As shown in FIG. 2, the bed liner 20 is formed to cooperate with a truck 22 which has two floor access holes 44 located over a metal U-channel 46. The U-channel 46 is located directly beneath the cargo bed floor in the front of the cargo bed 48 defined by the floor 29, the side walls 37, and the front wall 38 of the truck 22.
As shown in FIG. 3, A pin 48 extends between the vertical walls 50 of the U-channel 46 and extends in a front-to-back orientation. The U-channel 46 is in turn connected to a frame member 52 of the truck 22 which extends from front to back, typically by a bolt fastener 54. The U-channel 46, and hence the pins 48, provide a rigid tie-down point for attachment of straps or cords 56 which may be looped around freight for holding it in position within the truck bed.
The bed liner 20 has openings 58 in the bottom wall 28 which are positioned to overlie the two floor access holes 44 and which allow the cords 56 to be passed through the bottom wall 28 of the finer and to engage with the tie-down pins 48. To restrict the penetration of water, dust, dirt, and other debris through the access holes 44 into the truck bed beneath the liner 20, a robbed lip 60, shown in FIG. 4, extends downwardly from the bottom wall of the liner 20 into the U-channel 46, terminating above the pin 48. The openings 58 are positioned in level regions 59 of the bottom wall in which liner ribs 29 are not formed.
The lip 60 is a shell with a generally oval cross-section which conforms to the outline of the access hole 44 into which it extends. The vertically extending lip thus extends across and blocks access to the junction between the bottom wall 28 and the truck bed floor 29. As shown in FIG. 2, the floor 29 of the truck 22 may also have ribs 57 formed in its sheet metal running from front to rear of the truck bed. Thus at the junction between the liner and the bed floor the liner bottom wall may be spaced a fraction of an inch above the floor 29. The lip 60 blocks material which might come upward through the access hole 44, and furthermore acts as a drain to direct liquids such as rain water into the access hole past the junction and into the U-channel 46 which is provided with drain holes (not shown).
As shown in FIG. 1, an article 61 may be strapped into place within the truck bed by cords 56 which extend from the fie-down pins 48 to other attachment features 63 of the truck bed.
An alternative embodiment bed liner 62 is shown in FIG. 5 which has a raised dam wall 64 which surrounds the fie-down access hole 44 and which extends above the level of the bottom wall 66 of the bed liner 62. A flange 68 extends radially inwardly from the dam 64 and a vertical lip 70 extends downwardly from the flange to a level beneath the floor 29 of the truck 22. The bed liner 62 restricts access of liquids and particulate matter into the juncture between the liner and the truck bed floor 29, but the raised dam wall 64 prevents accumulated water within the bed liner 62 from draining into the access hole 44.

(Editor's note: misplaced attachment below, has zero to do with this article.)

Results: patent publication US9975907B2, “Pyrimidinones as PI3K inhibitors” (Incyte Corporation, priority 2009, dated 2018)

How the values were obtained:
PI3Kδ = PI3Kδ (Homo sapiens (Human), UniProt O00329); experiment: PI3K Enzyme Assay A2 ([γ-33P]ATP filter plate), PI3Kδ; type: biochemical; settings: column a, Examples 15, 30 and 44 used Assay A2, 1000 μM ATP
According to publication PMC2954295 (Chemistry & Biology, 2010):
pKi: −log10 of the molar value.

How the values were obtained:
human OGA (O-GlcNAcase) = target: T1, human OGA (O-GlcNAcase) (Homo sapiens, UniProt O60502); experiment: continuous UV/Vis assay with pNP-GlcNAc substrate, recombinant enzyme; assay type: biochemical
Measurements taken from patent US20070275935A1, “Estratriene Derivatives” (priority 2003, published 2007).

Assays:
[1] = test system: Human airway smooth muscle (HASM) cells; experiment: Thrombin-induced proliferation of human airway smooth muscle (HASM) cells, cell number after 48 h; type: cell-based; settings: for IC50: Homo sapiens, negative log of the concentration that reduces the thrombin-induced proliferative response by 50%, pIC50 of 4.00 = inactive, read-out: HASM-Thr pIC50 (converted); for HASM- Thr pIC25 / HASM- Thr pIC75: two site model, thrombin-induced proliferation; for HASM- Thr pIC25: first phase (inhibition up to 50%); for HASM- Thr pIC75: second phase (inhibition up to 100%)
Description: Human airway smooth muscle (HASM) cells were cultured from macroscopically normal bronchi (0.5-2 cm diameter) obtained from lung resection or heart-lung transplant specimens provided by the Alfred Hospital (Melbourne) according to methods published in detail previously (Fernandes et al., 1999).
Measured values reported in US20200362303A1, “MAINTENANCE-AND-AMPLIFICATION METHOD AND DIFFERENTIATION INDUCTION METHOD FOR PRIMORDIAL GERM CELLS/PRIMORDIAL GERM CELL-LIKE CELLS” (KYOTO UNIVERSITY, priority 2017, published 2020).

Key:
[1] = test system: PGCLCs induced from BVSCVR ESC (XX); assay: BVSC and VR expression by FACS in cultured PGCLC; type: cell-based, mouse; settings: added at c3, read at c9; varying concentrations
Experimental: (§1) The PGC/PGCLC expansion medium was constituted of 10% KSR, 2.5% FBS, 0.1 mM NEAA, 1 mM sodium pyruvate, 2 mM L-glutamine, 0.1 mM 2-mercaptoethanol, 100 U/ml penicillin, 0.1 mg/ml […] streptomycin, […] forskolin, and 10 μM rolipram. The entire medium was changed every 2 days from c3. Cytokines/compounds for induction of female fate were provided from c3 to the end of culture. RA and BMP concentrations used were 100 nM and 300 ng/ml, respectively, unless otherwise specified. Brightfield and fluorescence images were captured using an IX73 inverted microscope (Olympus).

As shown in FIGS. 4 and 5, both the bed liners 20, 62 may receive a rubber oval plug 72, shown in FIG. 8, which conforms to the shape of the tie-down openings 58. The plug 72 is a solid rubber resilient stopper which may be inserted in the tie-down opening 58 of the bed liner to prevent material passing therethrough. The plug 72, however, also prevents access to the tie-down pin 48.
Alternative embodiment bed liner assemblies 74 and 78, shown in FIGS. 6, and 7 respectively, employ a bed liner 80 which has a bottom panel 82 having simple routered tie-down openings 84 which overlie the tie-down access hole 44 in the truck floor 29.
In the bed liner assembly 74, shown in FIG. 6, a rubber plug 86, shown in FIG. 9, is inserted into each tie-down opening 84. Each plug 86 has a through hole 88 which extends the length of the plug 86 forming a shell-like lip 92 which allows liquid to drain through the plug 86. An outwardly extending flange 90 supports the plug on the liner 80.
In the bed liner assembly 78, shown in FIG. 7, a rubber plug 94, shown in FIG. 10, is inserted into each tie-down opening 84. The plugs 94 also have a through hole 96 which extends the length of the plug to form a shell-like lip 100 with an upper flange 98 which overlies the liner bottom panel 82. The plug 94 also has a lower barbed flange 102 which extends from the lower portion of the lip 100 and which has a tapered lower surface to permit the plug to be inserted through the access hole 84 such that the lower flange 102 extends beneath the truck bed floor 29 to secure the plug 94 in place.
It should be noted that bed liners of the present invention may be formed to be utilized with a wide variety of conventional truck beds, in which case the molded liner may take on a general shape which conforms to the dimensions of the particular bed.
It is understood that the invention is not confined to the particular construction and arrangement of pans herein illustrated and described, but embraces all such modified forms thereof as come within the scope of the following claims.